After three forgettable songs, the score and its issues begin with the "Overture" which introduces the rousing and brassy main theme of the score. The tune is actually very catchy and immediately creates an adventurous mood very well but the arrangement and the way it takes off have The Mummy Returns (2001) written all over it. The rest is basically a clever re-interpretation of "Hook-Napped" from John Williams' score for Hook (1991) followed by a beautifully light-hearted arrangement for strings and solo trumpet which goes into a subtle romantic moment and an outburst of the main theme at the end. "Jetpack Journey" starts with a promising triumphant fanfare but quickly descents into overblown orchestral mickey-mousing very quickly. The same can be said about "The Wager" which starts very promising with a nice variation of the main theme but goes on with dull underscore for the discussion at the Royal Academy Of Science.

"Rendezvous In Paris" is finally a break from the eventless underscore and the bouncy cue offers a lively accordion performance to describe the setting musically which is interrupted by some occasional orchestral chaos. Another temp track heavy moment is "The Balloon Chase" which starts quite innocent but quickly reveals itself as a re-arrangement of another John Williams cue from Hook (1991), namely "The Ultimate War". An elegant "1st Class Waltz" follows with lush strings and playful woodwind dancing before "Prince Hapi Escape" continues with a female voice moaning Arabian chords and more frenetic orchestral mickey-mousing including a quote of Klaus Badelt's score for Pirates Of The Caribbean (2003) which is actually the only temp-track moment of the score that easily tops the original composition. "Agra To China" is a lengthy cue which first quotes "Scherzo for Motorcycle And Orchestra" from John Williams' score for Indiana Jones And The Last Crusade (1989) before continuing with romantic Asian flute and violin solos.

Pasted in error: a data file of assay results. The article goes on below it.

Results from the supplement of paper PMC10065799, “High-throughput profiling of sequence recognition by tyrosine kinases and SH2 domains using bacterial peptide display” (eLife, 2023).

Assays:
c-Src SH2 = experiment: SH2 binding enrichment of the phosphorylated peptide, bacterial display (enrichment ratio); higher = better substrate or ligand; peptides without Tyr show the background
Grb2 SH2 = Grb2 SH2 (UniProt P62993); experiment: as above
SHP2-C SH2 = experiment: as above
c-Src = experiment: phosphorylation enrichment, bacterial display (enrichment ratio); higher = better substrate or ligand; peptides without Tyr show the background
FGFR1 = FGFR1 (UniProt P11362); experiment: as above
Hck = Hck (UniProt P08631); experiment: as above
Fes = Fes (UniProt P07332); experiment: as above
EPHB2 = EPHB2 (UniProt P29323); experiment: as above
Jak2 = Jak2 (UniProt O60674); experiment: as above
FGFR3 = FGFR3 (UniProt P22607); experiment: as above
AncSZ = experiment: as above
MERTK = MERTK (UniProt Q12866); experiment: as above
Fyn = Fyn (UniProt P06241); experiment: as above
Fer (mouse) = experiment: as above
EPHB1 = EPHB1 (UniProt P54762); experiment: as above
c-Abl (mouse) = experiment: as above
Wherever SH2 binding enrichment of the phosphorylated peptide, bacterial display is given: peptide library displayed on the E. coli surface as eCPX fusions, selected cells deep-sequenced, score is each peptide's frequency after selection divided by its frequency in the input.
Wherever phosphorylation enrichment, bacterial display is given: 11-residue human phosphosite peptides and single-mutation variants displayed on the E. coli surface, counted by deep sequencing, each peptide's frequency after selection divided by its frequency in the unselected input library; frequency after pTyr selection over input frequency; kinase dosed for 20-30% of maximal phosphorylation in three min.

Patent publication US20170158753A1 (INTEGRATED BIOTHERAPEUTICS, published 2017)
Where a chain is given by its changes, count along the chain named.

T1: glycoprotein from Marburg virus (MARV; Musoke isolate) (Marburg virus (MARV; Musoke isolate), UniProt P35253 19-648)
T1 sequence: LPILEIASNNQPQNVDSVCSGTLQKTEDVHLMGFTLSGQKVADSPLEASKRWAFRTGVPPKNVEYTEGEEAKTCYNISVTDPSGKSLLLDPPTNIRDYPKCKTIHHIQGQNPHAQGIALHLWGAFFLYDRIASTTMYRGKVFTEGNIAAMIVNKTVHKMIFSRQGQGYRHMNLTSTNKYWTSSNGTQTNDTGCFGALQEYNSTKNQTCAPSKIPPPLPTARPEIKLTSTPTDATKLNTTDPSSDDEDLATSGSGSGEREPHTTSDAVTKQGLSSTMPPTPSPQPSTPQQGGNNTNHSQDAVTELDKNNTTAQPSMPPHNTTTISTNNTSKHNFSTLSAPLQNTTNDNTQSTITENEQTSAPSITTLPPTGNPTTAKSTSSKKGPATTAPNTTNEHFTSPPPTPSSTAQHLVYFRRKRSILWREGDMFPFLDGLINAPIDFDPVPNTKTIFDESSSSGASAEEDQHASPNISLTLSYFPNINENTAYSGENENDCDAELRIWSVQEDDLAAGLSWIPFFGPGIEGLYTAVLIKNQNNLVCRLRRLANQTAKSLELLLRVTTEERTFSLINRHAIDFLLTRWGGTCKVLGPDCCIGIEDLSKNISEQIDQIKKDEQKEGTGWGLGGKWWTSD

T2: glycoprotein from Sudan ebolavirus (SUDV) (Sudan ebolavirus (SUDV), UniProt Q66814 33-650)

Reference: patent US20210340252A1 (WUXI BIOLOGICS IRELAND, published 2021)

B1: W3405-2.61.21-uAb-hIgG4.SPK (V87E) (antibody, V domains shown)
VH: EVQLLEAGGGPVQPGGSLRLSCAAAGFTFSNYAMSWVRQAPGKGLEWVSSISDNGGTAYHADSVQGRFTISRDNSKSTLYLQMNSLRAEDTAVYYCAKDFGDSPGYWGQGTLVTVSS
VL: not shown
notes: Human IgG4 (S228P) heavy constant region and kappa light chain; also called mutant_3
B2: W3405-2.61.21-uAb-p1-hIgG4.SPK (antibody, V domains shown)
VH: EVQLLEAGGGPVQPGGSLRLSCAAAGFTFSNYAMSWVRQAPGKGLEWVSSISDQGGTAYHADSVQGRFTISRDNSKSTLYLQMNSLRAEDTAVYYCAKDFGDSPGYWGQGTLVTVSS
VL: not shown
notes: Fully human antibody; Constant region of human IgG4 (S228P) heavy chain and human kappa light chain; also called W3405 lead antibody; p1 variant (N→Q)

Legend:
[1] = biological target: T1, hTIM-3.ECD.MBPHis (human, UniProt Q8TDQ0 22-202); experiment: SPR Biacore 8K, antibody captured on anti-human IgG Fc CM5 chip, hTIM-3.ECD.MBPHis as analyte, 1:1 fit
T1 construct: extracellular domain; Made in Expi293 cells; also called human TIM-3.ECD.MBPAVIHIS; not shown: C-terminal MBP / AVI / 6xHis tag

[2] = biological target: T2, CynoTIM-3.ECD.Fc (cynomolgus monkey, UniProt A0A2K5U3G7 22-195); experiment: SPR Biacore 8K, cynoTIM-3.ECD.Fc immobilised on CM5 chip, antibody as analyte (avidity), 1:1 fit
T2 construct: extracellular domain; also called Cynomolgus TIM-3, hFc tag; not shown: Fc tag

The score basically continues that way with "Return Of The Jade Buddha" and more romantic Asian influenced music creating a necessary relaxing and almost meditative contrast to all the frenetic action. Honky-tonk, jazz, clichéd big sky western music and yet another quote of John Williams music, this time the main theme from Far And Away (1992), make "Lost In America" one the most entertaining cues of the score. "Dismantling Carmen" goes from a subtle flute moment into busy action music backed up by choir ala John Debney's action music for Cutthroat Island (1992) which continues right into the finale piece "Exactly Like My Dream". An ethereal choir breaks up the action half way into the cue and Jones ends the score with an outburst of the main theme backed up with a mighty choir.